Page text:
Winterizing Your Workouts
Shorter days, longer nights, colder temperatures -- they all
signal the coming of winter. For many , the season means spending time in front
of the fireplace drinking hot cocoa. But for enthusiasts of outdoor sports,
winter can mean interminable months of waiting for the return of spring and a
suffocating case of cabin fever.
But whether your sport of choice is kayaking, hiking, biking,
or running, experts say that with the proper equipment and clothing,
outdoor-loving people don't need to give up their favorite recreations. Just be
cautious: Failing to heed good sense or to prepare properly can put life and
limb at risk -- even at moderate temperatures.
Hypothermia and Frostbite
"Most deaths from hypothermia occur between 30 and 50
degrees Fahrenheit," says William Forgey, MD, former president of the
Wilderness Medical Society in Colorado Springs. "If you get below 55
degrees and you have wet cotton on you, you cannot keep up with the heat loss.
If you're wearing almost anything else, you'll be okay."
Hypothermia hits when a person's body temperature drops below
95 degrees. Among its signs are slurred speech, mental confusion, slowed
breathing and heartbeat, and an inability to walk in a straight line.
"It's very much like being drunk," says Forgey, who
notes that most U.S. deaths due to hypothermia occur among the homeless.
Take precautions against frostbite and windburn as well, says
Brian Halpern, MD, of the Hospital for Special Surgery in New York City.
Halpern explains that sensitive areas, such as the genitals, and exposed areas,
like the hands and face, are susceptible to frostbite -- freezing of body
And it doesn't take long to feel the effects of the cold.
Skiers should take into account the speed of a downhill run, which can add a
windchill factor to already low temperatures. Long hikes and other long outdoor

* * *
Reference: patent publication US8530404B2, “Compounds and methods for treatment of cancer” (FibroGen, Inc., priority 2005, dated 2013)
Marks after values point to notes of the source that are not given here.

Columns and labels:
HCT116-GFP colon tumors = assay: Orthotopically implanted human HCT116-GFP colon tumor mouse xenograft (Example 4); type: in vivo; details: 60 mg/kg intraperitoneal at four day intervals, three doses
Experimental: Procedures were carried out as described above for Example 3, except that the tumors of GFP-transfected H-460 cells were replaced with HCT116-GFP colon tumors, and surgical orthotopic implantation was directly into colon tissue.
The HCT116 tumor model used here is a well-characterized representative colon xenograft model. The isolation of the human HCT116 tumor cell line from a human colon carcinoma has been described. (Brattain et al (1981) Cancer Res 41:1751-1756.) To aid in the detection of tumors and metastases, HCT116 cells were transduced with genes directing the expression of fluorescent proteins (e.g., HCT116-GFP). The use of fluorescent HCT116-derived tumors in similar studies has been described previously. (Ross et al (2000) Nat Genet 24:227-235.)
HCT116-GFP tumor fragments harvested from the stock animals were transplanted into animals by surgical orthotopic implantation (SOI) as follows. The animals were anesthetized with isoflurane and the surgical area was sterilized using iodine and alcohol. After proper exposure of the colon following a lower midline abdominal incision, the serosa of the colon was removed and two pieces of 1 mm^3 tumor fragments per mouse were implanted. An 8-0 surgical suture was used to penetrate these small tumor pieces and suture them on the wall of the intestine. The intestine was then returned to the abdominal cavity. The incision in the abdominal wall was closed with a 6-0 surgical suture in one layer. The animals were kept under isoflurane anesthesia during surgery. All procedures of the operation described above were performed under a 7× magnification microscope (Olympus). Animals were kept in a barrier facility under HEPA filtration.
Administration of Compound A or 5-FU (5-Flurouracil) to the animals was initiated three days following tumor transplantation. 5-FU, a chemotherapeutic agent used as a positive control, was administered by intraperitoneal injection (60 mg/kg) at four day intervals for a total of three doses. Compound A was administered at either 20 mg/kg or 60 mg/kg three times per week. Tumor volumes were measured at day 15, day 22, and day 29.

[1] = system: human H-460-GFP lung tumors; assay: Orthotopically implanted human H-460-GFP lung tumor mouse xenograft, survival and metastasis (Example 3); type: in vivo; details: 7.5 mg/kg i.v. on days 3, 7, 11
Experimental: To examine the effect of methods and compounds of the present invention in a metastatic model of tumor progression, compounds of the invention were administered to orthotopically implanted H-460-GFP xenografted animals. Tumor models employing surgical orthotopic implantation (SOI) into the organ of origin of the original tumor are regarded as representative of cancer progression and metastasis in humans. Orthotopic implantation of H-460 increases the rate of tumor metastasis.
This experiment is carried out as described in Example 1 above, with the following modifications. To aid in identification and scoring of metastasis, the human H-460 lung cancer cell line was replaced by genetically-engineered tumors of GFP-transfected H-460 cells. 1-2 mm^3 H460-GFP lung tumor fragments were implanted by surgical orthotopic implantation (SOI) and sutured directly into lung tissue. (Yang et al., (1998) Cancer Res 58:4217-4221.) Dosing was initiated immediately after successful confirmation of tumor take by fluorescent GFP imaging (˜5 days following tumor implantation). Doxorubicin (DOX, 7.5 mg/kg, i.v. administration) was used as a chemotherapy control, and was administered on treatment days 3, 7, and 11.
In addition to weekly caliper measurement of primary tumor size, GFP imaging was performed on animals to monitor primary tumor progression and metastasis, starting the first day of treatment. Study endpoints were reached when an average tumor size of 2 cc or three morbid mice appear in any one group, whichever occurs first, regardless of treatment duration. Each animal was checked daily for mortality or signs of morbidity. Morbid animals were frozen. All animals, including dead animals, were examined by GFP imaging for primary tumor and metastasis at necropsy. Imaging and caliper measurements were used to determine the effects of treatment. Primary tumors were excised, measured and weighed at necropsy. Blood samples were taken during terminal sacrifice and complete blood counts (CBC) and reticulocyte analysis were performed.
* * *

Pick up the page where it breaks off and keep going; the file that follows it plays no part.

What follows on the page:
activities can lead to a slow, continual loss of body temperature. People who
dabble in water sports are especially at risk if they become immersed in cold
water, which can lead to rapid cooling.
Clothes: Old-fashioned and High-tech
Wearing the right types of clothes can make a big difference.
Experienced whitewater kayakers wear synthetic materials such as polypropylene
or fleece underneath a dry suit designed to provide a nearly watertight seal
around the body. The result is a cozy cocoon, even on icy days.
Forgey advocates the old-fashioned method of layering clothes
-- the thinnest layer usually going against the skin. Materials that will pull
the sweat away from the skin and let it evaporate are best: high quality wool,
polypropylene, and polyester. He advises against wearing silk, acrylic, and
cotton, which hold moisture.
Food and Liquids
Cold weather tends to increase your need for calories, says
Bruce C. Paton, MD, professor emeritus of surgery at the University of Colorado
and past president of the Wilderness Medical Society. But the increase is only
significant if you're into the most strenuous activities. Unless you're
tackling a mountain, says Paton, "for most people, eating their regular
diet is fine."
Stay away from alcoholic fluids. Despite the popular image of
alcohol warming the soul on a cold day, doctors advise cold-weather
sportspeople to abstain while working out outdoors. Nicholas DiNubile, MD, a
member of the American Orthopedic Society for Sports Medicine, says alcohol
actually causes the body to lose heat more rapidly. The alcohol opens up the
vessels in the skin and extremities, exposing the heat in the blood to the
Drink plenty of non-alcoholic beverages to stay hydrated while
out in the cold dry air, advises Paton. Cross-country skiers, for example, can
lose about a quart of sweat an hour. Outdoor exercisers should drink four to
six liters of water per day. Drink water even if you don't feel thirsty, Paton
says -- by the time you're thirsty, you may already be dehydrated.